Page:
When the world’s biggest mobile phone company in Vodafone and the telco arm of Hong Kong’s richest man, Li Ka-shing, do a deal, you know that it’s not aimed at maintaining domestic competition.

Given the current financial climate which has crunched companies as large as Vodafone and people as mega rich as Mr Li, the deal is either a way of curbing the flow of red ink, or ending competition with the larger Telstra and Optus.

It’s aimed at boosting returns for one or both of the partners, which has pleased investment analysts and should carry warning bells for consumers.

It’s a realisation between Vodafone and Mr Li’s Hutchison Telecommunications that the good old days of anything goes competition/build market share/strategic stake etc, are over. Vodafone will be the winner, and Hutchison will depart Australia eventually, with losses of well over $A2 billion.

Bigger rivals Telstra and Optus, controlled by Singapore Telecommunications, are quietly cheering because they reckon a combined Vodafone/Hutchison in Australia will cut the number of mad dog mobile operators to one and that the new merged group won’t be so frenetic a price cutter with cut-price deals, uneconomic plans and price caps.

For Telstra and Optus, it’s also good news for their growing 3G Networks: Hutchison, which was the first into the market with the 3 network, will be able to boost returns with the addition of the efficient Vodafone marketing team.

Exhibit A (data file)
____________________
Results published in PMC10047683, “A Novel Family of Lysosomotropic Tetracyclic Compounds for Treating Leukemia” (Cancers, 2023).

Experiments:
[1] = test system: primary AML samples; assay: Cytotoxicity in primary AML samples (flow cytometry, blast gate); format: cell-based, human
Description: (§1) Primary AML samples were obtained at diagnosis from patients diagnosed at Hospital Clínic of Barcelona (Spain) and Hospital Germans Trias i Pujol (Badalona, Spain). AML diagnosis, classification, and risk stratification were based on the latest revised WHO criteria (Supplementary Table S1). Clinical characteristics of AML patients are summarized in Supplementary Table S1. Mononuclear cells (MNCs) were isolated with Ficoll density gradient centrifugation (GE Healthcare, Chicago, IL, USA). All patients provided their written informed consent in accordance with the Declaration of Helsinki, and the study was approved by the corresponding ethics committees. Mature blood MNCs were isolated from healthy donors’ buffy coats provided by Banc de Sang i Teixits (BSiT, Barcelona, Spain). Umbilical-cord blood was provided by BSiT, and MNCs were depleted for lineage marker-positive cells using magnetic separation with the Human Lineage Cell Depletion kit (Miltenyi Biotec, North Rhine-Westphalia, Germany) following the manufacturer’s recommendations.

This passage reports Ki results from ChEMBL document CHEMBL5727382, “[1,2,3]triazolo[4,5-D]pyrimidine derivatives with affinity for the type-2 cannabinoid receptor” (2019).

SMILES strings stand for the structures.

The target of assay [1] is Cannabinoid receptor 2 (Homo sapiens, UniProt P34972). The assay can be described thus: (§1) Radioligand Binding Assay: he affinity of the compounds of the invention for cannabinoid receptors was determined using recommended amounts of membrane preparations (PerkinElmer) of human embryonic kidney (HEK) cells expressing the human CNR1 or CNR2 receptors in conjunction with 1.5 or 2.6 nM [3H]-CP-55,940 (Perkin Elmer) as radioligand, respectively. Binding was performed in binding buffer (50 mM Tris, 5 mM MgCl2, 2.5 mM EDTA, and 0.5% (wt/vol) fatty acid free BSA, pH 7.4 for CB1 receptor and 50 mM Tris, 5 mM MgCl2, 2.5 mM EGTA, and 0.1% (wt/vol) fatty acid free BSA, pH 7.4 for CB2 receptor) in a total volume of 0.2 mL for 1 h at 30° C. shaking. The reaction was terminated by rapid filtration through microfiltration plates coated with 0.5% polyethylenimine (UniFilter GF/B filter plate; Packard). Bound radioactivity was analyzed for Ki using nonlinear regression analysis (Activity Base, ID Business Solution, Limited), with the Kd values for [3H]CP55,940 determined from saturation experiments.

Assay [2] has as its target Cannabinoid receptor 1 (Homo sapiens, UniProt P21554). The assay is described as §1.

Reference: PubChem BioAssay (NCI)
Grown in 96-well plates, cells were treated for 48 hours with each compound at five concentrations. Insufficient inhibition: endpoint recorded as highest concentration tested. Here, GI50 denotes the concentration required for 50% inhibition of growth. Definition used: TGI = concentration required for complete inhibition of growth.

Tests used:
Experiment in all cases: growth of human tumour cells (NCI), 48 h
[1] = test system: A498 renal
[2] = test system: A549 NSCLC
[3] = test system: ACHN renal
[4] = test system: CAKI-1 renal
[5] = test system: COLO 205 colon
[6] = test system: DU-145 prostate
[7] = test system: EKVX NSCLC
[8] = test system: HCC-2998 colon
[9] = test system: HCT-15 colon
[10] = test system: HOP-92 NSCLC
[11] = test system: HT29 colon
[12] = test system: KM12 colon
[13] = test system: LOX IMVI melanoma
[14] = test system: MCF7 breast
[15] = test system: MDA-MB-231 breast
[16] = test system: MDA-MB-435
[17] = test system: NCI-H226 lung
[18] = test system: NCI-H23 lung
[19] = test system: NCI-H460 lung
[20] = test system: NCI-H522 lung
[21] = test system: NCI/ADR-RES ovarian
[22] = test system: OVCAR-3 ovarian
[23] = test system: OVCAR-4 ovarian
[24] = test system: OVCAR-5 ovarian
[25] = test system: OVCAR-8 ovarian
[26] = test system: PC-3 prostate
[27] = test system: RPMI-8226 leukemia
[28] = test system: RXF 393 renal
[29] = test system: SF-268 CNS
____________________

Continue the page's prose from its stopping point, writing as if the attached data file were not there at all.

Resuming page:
Vodafone and Hutchison have created a 50-50 joint venture — known as VHA — to hold their combined businesses in Australia, which have about 6 million subscribers with annual revenues of about $4 billion.

It will spell the end of the “3” brand in Australia, which analysts said could prepare an eventual exit of Mr Li from the Australian market. The ending of the 3 brand is a powerful signal that Hutchison isn’t in this market for the long term. And that could have ramifications for Test Cricket and the soccer and rugby union football codes.

It is also bad news for the free to air TV networks. The combined company won’t spend as much as the two did separately. The Nine Network with its summer test cricket broadcasts could be hit, as could Seven with its rugby union telecasts.

According to the companies, combining their back offices, IT and networks will save more than $2 billion in costs. Some of that has to be marketing spend, including TV, radio deals, outdoor, newspaper and magazine deals as well. The two companies refused to say how many of their 3,700 jobs would be eliminated, many of them in the two head offices. Together Vodafone and “3” run about 400 shops across the country, including the Crazy John’s stores acquired by Vodafone last year.

That will be bad news for some retail property owners at a time when tenancies are under pressure.

Vodafone’s global chief executive Vittorio Colao said: “This transaction will benefit customers in Australia as it creates a company with the necessary scale to compete strongly in the mobile market … This is an important step in the transformation of the Australian mobile industry.”

Hutchison has spent billions of dollars trying to create a beachhead in Australia. Vodafone has been far more successful.

It is another example of how business in Australia naturally contracts towards a small number of players so they can cut competition, costs and generate oligopolistic profits. Steel, transport, aviation and the media are some other examples.

Peter Fray

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